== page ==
Are you leveraging existing and new technologies to educate children and young people about digital risks awareness, and appropriate and safe behaviors in digital environments?
- Game-based educational tools and guidance for children to learn about the concepts of privacy, respect and sharing of content online
- Platforms to support and educate parents/guardians to keep children safe online
- Using chatbots to support victims of bullying and harassment and facilitate reporting of abuse
- Using ML/AI to monitor and model potential risks to children (mindful of ethical collection of data, privacy laws and age appropriate developmental needs of children)
Contract Risks: Exposure to inappropriate contractual relationships, children’s consent online, embedded marketing as well as violation and misuse of personal data such as hacking, fraud and theft
Are you creating tools and platforms leveraging new technologies to protect children’s and other data online? Or are you identifying and blocking inappropriate commercial platforms?
- XR solutions that teach children data literacy skills at scale and support employee training programmes on use of children’s data
- Tools that protect children’s data by allowing children or other trusted entities to control access by owning their data by default
- Mechanisms to review and provide legitimacy to information shared online
- Creating trusted collections of information and content curated and voted on by verified sources against transparent criteria
With over 4 billion people (71% of whom are 15-24 year olds) and 1 in 3 children connected to the internet, children’s lives are being shaped behind a screen. COVID-19-related measures such as nation-wide lockdowns have prompted widespread school closures and physical distancing measures, making online platforms and communities essential to maintaining a sense of normalcy. Children and their families have been turning to digital solutions more than ever to support children’s learning, socialization and play. Efforts are underway to bring connectivity and access to digital solutions to all young people through initiatives like Giga.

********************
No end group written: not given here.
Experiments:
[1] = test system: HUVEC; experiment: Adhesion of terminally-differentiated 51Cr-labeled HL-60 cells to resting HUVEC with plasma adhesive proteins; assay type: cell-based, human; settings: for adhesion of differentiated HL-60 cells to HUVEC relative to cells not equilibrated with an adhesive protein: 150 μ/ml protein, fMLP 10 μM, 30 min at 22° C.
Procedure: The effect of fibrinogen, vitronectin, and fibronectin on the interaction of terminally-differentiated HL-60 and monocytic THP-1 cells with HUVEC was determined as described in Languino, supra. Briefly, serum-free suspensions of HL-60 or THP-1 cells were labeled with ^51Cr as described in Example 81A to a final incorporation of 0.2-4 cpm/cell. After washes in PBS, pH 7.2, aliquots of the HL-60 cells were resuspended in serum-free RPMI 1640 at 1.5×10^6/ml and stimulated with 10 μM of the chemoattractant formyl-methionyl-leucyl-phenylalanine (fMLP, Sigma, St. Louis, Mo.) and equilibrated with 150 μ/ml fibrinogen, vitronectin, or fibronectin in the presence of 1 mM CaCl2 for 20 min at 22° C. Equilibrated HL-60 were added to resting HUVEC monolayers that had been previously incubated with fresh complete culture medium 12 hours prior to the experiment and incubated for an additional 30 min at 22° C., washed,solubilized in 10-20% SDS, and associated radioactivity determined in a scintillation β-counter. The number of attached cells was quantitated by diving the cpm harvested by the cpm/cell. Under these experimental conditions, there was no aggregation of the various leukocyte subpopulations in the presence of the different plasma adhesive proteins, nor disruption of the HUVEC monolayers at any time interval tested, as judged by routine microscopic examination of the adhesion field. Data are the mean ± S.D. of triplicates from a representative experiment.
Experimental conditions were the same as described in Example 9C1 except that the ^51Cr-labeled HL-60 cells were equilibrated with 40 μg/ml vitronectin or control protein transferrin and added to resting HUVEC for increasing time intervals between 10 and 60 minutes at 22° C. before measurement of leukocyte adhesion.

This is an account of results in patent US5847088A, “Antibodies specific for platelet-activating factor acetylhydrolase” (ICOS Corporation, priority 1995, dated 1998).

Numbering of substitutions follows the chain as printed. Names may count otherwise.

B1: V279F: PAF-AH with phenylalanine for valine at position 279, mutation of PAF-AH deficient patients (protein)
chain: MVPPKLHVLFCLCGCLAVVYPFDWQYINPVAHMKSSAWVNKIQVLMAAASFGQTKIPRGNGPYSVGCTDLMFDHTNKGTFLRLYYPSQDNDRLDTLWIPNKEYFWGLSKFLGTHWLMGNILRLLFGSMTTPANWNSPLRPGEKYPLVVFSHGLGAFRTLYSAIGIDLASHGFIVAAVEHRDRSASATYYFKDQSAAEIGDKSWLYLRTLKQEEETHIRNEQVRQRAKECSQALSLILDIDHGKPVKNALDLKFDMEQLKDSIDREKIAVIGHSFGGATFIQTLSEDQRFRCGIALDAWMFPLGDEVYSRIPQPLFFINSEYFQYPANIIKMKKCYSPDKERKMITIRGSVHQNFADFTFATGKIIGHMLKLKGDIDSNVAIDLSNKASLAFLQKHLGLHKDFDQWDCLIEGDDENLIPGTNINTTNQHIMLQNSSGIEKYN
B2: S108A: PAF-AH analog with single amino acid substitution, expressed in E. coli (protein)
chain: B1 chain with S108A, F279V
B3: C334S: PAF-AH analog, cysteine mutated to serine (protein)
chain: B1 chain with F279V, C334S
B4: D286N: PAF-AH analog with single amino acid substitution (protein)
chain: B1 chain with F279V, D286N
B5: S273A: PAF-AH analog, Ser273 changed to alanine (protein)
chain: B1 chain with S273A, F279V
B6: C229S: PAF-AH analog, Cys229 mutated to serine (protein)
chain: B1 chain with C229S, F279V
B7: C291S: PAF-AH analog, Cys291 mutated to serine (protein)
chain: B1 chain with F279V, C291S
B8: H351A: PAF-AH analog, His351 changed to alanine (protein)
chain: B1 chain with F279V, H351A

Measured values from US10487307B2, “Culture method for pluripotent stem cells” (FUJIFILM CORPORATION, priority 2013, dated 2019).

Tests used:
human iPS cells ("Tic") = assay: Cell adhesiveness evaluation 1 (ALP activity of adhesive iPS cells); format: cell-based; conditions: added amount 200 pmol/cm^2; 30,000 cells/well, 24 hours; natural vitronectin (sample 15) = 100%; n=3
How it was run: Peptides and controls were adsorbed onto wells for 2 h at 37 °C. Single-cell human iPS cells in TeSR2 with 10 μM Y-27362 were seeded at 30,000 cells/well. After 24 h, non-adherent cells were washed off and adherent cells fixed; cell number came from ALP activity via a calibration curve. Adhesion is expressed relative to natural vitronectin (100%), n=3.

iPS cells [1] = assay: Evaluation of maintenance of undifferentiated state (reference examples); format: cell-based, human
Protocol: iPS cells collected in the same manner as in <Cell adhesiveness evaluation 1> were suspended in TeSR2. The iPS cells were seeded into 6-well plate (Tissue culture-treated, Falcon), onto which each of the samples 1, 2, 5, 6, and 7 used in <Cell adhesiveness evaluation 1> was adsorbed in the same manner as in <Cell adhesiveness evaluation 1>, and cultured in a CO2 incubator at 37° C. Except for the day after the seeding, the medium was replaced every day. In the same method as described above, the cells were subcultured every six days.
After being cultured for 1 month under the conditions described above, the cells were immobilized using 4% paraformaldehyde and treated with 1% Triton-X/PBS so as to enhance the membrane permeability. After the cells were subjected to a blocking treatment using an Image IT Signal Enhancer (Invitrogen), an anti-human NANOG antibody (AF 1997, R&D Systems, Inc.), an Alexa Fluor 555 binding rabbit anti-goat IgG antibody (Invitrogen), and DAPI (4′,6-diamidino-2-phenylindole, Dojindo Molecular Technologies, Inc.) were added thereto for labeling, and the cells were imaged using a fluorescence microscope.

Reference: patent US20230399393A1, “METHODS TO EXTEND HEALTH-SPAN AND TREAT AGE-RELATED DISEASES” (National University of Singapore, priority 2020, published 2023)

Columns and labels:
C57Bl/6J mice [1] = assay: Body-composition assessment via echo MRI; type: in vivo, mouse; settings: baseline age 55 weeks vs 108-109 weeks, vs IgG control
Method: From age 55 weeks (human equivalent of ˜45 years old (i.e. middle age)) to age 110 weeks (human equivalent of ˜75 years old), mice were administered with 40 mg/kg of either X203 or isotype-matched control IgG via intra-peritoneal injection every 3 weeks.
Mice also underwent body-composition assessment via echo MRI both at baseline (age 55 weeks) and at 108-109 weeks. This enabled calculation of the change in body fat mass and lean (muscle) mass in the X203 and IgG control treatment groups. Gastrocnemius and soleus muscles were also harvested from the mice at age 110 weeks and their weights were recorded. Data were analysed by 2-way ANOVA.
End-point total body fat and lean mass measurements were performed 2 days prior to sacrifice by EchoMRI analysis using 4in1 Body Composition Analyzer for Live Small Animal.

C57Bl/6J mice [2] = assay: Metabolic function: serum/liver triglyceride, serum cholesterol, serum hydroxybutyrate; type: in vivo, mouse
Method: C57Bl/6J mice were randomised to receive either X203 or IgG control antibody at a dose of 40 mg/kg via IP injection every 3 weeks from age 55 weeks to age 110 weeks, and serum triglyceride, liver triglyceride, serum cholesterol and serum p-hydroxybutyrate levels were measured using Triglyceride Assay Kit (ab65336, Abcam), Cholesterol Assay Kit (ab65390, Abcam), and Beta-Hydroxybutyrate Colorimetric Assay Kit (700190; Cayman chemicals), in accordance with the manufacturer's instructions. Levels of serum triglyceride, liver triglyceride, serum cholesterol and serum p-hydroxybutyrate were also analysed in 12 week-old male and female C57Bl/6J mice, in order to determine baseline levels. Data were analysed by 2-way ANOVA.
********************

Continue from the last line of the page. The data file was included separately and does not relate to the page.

While digital solutions provide huge opportunities, these same tools may also increase children’s exposure to online risks and harms. Being online can magnify traditional threats and harms that many children already face offline and can further increase vulnerabilities with online risks also present 24/7/365.
Data suggests that the new reality, imposed by COVID-19 increases the risks to children, posed by online sexual abuse and exploitation, cyberbullying, exposure to potentially harmful content and inappropriate collection, and use and sharing of data. Law enforcement authorities and reporting hotlines have seen a striking increase in the amount of child sexual abuse material (CSAM) being shared online, of which an ever-increasing percentage involves self-generated content. While online risks for children have increased, child safeguarding and protection online remain inadequate to support children, their families and education systems to prevent and respond to these risks and harms accordingly. Technological solutions are one crucial element to efficiently respond to the threats of the online environment for children.